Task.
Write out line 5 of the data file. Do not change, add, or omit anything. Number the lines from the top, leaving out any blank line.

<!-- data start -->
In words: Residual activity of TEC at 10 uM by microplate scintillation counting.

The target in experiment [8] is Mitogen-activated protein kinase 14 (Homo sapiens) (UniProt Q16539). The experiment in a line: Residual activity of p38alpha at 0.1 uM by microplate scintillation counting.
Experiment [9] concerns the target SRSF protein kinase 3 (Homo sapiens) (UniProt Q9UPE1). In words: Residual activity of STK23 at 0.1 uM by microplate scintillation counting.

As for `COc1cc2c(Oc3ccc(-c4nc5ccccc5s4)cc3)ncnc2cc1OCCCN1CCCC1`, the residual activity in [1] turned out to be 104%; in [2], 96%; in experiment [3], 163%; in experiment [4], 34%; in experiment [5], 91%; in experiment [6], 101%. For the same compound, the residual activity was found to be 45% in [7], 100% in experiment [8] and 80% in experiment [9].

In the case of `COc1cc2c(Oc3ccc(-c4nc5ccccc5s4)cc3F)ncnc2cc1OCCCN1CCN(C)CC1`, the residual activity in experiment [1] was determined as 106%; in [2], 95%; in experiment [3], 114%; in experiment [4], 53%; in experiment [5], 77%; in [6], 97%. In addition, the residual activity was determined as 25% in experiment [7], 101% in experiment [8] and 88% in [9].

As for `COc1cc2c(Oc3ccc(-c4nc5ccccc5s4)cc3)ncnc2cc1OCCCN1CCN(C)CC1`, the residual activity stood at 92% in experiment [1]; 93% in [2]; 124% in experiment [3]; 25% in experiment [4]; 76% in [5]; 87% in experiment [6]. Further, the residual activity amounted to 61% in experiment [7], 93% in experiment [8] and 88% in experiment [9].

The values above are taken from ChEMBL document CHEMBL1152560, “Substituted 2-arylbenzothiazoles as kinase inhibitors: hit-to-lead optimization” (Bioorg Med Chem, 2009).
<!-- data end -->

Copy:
In the case of `COc1cc2c(Oc3ccc(-c4nc5ccccc5s4)cc3F)ncnc2cc1OCCCN1CCN(C)CC1`, the residual activity in experiment [1] was determined as 106%; in [2], 95%; in experiment [3], 114%; in experiment [4], 53%; in experiment [5], 77%; in [6], 97%. In addition, the residual activity was determined as 25% in experiment [7], 101% in experiment [8] and 88% in [9].